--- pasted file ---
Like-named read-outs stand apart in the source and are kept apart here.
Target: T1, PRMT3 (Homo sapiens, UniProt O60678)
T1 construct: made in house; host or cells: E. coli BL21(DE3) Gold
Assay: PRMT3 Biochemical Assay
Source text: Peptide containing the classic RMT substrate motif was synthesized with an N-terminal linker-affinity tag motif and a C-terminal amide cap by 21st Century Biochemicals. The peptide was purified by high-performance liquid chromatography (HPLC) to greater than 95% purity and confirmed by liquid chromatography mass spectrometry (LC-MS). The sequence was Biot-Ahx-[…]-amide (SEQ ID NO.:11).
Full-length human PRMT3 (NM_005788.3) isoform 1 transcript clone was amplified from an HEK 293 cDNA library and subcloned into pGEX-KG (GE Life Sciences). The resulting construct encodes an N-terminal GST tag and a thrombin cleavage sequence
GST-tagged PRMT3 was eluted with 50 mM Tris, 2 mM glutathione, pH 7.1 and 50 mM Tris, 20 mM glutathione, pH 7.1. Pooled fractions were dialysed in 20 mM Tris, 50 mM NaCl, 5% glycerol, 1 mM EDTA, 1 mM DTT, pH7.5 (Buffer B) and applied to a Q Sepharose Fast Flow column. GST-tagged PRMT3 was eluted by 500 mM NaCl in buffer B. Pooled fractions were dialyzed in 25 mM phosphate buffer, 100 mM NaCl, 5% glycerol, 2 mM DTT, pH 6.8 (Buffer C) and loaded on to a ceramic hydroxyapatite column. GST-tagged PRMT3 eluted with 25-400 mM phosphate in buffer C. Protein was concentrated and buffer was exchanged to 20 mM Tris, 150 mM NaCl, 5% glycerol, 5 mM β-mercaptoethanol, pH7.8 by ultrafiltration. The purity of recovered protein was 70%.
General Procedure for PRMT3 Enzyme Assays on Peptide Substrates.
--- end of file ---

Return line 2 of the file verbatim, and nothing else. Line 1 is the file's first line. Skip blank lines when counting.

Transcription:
Target: T1, PRMT3 (Homo sapiens, UniProt O60678)